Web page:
In the East as the West the vestment is specially associated with the ritual of the Eucharist.
The word mutzen, to dock, cut off, which first appears in the 14th century, does not help much, though the name of another vestment akin to the almuce - the mozzetta - has been by some traced to it through the Ital.
It is not in the East so specifically a eucharistic vestment as in the West, but is worn at other solemn functions besides the liturgy, e.g.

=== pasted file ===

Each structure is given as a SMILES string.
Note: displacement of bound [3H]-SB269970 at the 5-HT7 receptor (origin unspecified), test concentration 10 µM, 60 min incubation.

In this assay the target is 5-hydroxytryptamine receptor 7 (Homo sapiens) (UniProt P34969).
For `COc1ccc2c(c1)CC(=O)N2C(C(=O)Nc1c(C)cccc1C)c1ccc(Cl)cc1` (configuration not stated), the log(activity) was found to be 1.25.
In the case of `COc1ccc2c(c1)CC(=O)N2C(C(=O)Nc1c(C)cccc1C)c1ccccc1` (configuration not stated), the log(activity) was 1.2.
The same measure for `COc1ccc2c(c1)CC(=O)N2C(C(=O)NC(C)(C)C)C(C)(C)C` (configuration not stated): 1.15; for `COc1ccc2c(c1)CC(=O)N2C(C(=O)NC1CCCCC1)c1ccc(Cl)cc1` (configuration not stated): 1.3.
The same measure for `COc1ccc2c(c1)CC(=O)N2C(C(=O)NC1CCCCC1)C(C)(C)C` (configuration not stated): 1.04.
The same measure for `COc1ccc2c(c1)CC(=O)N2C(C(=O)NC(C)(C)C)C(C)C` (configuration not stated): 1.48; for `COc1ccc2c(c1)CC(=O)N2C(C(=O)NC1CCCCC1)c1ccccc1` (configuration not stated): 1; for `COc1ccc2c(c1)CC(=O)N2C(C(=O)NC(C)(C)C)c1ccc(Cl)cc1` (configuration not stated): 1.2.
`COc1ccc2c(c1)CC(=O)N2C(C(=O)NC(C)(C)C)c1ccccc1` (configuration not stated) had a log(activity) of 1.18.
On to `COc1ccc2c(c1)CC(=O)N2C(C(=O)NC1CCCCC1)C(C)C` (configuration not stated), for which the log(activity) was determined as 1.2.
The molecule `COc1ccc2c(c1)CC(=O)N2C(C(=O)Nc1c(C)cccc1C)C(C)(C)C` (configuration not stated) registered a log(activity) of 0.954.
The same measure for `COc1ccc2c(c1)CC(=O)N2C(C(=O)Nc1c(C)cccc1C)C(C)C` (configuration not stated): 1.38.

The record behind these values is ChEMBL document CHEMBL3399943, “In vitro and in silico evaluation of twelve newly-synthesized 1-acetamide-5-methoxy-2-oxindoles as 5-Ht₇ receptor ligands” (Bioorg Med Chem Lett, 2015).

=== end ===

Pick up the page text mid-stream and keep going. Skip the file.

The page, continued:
In the Armenian and Coptic rites the vestment is often elaborately embroidered; in the other rites the only ornament is a cross high in the middle of the back, save in the case of bishops of the Orthodox Church, whose sticharia are ornamented with two vertical red stripes (7rorayof, " rivers").
By the 16th century the almuce had become definitely established as the distinctive choir vestment of canons; but it had ceased to have any practical use, and was often only carried over the left arm as a symbol of office.